When we control something we become it. When we steer the car we feel the texture of the road and adopt its dimensions as our own, and feel the tiny scrapes and impacts that scar her surface in our teeth and neck. We are our vehicle.
It’s strange. When, in our evolutionary process as a species, would we have the opportunity to develop this skill of becoming? Few human beings, until recently, had either the need or the means to occupy and control an object, a vehicle, an avatar.
We start at one degree of removal, though. We start off loosely fit inside our skulls, controlling our bodies from an intimate distance, and slowly learn to shape our minds into our limbs, to crawl, to stand, to run. And we experience the same process when we control something else: We are born anew. Stomp clutch, release slow, jerking, heaving, release slower, smoother, start, roll forward, move, free, fast, forever. A new body, of steel and wheels, of bits and bytes.
These kinds of rebirths are becoming trendy. A new genre of games with challenging and absurd control schemes has emerged, facing us with the tremendous and understated complexity of everyday tasks. It’s easy to never imagine how difficult standing and walking, grabbing and throwing, talking and tasting really are. We learned it all so long ago.
That doesn’t mean we’ll never forget. People have forgotten. The sharp impact, the blood clot, the degenerative disease, they all lie in wait, and any one of them could be the paper shredder to our instruction manual. Any one of them could reinstate the distance that we pretend doesn’t exist between ourselves and our bodies, make us guest rather than host.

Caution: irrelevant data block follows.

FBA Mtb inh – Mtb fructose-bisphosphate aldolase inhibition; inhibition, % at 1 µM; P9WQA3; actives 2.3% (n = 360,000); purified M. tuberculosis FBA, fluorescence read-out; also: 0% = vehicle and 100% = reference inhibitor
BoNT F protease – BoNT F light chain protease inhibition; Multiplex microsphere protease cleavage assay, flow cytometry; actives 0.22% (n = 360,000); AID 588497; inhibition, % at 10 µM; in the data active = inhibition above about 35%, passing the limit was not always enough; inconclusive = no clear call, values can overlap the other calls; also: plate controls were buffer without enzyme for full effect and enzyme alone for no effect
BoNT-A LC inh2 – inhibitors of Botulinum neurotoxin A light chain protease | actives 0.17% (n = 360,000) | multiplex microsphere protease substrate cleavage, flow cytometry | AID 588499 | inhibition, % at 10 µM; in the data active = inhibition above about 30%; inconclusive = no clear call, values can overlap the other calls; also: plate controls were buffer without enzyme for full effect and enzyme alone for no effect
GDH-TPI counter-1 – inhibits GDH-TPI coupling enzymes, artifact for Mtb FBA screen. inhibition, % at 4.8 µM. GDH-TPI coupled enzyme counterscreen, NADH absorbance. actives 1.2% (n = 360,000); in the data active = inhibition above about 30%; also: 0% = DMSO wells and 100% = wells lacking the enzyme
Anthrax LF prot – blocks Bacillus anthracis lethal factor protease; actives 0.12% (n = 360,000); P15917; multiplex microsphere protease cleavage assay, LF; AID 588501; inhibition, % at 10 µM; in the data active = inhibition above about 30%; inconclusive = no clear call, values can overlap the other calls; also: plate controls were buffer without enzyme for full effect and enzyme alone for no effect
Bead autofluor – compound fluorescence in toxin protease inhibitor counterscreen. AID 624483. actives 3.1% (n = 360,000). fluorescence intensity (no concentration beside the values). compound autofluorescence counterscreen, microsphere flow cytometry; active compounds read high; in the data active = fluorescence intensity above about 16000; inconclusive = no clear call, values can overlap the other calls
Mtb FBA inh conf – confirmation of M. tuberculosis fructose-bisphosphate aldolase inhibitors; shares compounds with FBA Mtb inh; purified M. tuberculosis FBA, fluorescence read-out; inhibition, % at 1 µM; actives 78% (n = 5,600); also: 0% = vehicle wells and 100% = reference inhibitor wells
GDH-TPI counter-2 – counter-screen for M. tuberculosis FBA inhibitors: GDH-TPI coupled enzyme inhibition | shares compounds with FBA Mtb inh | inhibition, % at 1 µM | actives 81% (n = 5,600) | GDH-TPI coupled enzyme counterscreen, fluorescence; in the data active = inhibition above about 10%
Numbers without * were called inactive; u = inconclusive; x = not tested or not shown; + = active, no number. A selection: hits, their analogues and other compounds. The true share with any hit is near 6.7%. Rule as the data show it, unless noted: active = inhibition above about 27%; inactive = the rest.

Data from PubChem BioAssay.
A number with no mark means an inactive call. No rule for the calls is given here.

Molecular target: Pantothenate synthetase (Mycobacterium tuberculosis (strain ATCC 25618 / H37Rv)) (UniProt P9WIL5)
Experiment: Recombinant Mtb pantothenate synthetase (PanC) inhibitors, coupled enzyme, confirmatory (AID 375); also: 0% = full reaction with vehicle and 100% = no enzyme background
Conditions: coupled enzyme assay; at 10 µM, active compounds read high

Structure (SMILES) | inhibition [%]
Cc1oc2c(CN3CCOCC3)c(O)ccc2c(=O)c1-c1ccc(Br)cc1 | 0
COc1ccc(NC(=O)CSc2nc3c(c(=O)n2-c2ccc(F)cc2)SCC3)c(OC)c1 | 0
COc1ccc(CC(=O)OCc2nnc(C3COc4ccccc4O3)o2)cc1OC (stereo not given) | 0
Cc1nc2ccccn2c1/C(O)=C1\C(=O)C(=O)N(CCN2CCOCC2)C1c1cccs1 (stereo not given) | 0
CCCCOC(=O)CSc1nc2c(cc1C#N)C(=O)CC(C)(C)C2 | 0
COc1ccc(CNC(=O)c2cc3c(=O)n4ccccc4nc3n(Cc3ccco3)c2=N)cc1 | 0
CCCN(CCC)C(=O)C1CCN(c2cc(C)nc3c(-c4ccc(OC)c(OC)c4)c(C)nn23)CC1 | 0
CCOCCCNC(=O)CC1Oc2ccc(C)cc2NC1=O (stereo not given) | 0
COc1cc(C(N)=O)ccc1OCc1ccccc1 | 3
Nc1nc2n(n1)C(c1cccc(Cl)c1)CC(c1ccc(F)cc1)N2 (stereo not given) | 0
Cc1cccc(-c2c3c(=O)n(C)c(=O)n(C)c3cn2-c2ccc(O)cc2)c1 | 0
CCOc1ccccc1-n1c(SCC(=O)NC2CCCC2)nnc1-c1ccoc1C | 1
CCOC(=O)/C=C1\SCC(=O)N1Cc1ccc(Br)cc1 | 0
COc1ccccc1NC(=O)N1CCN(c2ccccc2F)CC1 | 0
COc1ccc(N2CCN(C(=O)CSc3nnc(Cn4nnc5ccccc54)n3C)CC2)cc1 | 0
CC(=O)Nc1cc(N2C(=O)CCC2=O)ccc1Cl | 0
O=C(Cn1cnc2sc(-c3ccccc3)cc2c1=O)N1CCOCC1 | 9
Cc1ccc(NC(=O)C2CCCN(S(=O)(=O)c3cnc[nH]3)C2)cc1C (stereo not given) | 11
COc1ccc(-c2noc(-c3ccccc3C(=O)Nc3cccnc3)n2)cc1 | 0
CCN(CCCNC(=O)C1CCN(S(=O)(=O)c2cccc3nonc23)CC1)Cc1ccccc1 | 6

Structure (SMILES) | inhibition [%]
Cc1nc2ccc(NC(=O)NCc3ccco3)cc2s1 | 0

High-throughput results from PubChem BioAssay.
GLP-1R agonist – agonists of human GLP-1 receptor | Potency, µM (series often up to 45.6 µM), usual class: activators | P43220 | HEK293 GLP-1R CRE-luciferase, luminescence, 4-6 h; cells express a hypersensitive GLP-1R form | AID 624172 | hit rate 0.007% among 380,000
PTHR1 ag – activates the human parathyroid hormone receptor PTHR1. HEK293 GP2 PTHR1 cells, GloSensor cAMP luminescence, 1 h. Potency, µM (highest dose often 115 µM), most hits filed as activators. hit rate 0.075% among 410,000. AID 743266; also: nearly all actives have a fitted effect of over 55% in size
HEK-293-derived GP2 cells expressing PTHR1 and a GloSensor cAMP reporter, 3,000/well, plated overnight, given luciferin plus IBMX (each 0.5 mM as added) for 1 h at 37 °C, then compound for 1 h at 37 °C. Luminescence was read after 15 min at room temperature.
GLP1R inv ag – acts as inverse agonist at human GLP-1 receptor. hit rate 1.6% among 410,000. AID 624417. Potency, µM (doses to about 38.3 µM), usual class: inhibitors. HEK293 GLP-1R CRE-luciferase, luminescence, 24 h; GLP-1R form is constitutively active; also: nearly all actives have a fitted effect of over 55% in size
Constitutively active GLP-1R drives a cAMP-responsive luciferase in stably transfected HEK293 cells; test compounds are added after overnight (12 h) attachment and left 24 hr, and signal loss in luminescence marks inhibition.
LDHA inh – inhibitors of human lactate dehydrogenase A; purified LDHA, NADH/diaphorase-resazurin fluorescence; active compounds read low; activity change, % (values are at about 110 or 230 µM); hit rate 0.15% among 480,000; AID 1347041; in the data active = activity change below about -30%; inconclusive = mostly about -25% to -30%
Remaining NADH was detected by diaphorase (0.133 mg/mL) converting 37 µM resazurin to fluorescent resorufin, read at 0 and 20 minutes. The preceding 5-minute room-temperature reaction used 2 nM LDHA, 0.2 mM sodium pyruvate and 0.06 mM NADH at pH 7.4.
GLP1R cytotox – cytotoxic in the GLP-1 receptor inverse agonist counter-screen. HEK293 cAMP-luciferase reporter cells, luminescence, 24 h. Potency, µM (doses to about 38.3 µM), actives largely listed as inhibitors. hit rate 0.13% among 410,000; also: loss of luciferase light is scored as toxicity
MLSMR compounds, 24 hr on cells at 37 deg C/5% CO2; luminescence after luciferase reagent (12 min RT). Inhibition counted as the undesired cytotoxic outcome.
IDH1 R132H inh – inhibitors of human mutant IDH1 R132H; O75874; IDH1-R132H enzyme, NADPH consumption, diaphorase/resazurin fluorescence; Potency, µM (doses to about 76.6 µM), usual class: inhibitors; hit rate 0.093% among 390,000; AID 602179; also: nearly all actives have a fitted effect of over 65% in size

It’s strangely easy to become unstuck, to become distant. Even though the brain is housed in the body, the mind sometimes floats loose on a tether, and watches at a distance as the body lives its life. This is why ghosts: This is why souls: This is why afterlife: Because it doesn’t really seem like a person is one entity when you’re that person, does it?
The brain isn’t the mind, really. The mind is a process that’s being played out on the surface of the brain. A novel isn’t the pages or the ink, it’s the words. A painting isn’t the canvas or the paint, it’s the light playing off of them and being seen. There’s nothing mystical about these processes, really, but they are discrete from the medium which enables them. So too with our minds.
That is why we will always be distant from ourselves.